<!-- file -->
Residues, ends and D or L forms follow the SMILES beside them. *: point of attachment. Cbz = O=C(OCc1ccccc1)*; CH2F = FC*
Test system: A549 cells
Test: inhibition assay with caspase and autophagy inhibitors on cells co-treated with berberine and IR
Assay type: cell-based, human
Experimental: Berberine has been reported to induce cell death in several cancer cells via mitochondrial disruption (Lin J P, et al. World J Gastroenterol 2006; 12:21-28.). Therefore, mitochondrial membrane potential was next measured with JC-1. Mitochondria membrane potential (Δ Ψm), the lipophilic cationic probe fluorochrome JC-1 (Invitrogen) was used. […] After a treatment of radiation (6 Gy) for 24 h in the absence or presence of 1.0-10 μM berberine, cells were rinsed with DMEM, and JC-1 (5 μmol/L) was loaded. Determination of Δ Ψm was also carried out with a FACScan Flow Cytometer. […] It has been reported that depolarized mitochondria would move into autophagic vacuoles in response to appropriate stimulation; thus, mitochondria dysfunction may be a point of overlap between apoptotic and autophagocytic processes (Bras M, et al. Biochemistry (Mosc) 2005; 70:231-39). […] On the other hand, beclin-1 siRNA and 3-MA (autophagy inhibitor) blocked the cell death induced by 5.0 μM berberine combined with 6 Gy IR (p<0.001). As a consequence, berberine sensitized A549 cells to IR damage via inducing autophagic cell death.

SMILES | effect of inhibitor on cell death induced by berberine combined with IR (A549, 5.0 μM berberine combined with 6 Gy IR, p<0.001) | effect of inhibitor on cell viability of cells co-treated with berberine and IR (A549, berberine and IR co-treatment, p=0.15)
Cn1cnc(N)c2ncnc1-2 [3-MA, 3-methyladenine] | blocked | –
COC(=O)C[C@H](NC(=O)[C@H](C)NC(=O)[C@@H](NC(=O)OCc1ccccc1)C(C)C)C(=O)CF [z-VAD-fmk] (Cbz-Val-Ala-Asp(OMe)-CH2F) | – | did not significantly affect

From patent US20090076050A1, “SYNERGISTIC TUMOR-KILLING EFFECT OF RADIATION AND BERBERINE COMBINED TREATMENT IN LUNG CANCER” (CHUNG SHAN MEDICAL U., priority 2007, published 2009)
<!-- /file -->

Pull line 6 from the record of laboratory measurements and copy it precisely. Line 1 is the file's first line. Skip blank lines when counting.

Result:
SMILES | effect of inhibitor on cell death induced by berberine combined with IR (A549, 5.0 μM berberine combined with 6 Gy IR, p<0.001) | effect of inhibitor on cell viability of cells co-treated with berberine and IR (A549, berberine and IR co-treatment, p=0.15)